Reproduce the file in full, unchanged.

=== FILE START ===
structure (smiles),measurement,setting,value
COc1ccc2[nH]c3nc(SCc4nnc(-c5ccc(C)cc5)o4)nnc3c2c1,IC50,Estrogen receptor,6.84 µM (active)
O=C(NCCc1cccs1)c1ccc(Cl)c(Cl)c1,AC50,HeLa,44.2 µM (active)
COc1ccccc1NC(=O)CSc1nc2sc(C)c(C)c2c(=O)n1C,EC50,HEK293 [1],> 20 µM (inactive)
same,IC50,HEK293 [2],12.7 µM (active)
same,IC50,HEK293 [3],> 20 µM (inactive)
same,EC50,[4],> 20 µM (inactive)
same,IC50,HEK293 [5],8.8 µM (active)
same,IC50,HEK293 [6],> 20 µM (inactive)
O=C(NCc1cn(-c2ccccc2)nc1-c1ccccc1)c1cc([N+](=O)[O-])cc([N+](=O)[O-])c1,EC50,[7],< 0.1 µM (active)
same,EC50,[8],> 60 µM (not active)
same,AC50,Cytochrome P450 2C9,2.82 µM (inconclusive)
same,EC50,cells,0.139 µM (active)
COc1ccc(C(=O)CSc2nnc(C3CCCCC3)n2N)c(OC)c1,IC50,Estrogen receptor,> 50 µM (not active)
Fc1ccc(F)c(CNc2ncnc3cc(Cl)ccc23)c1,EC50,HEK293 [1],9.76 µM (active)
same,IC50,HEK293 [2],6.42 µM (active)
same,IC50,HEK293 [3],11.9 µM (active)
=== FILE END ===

structure (smiles),measurement,setting,value
COc1ccc2[nH]c3nc(SCc4nnc(-c5ccc(C)cc5)o4)nnc3c2c1,IC50,Estrogen receptor,6.84 µM (active)
O=C(NCCc1cccs1)c1ccc(Cl)c(Cl)c1,AC50,HeLa,44.2 µM (active)
COc1ccccc1NC(=O)CSc1nc2sc(C)c(C)c2c(=O)n1C,EC50,HEK293 [1],> 20 µM (inactive)
same,IC50,HEK293 [2],12.7 µM (active)
same,IC50,HEK293 [3],> 20 µM (inactive)
same,EC50,[4],> 20 µM (inactive)
same,IC50,HEK293 [5],8.8 µM (active)
same,IC50,HEK293 [6],> 20 µM (inactive)
O=C(NCc1cn(-c2ccccc2)nc1-c1ccccc1)c1cc([N+](=O)[O-])cc([N+](=O)[O-])c1,EC50,[7],< 0.1 µM (active)
same,EC50,[8],> 60 µM (not active)
same,AC50,Cytochrome P450 2C9,2.82 µM (inconclusive)
same,EC50,cells,0.139 µM (active)
COc1ccc(C(=O)CSc2nnc(C3CCCCC3)n2N)c(OC)c1,IC50,Estrogen receptor,> 50 µM (not active)
Fc1ccc(F)c(CNc2ncnc3cc(Cl)ccc23)c1,EC50,HEK293 [1],9.76 µM (active)
same,IC50,HEK293 [2],6.42 µM (active)
same,IC50,HEK293 [3],11.9 µM (active)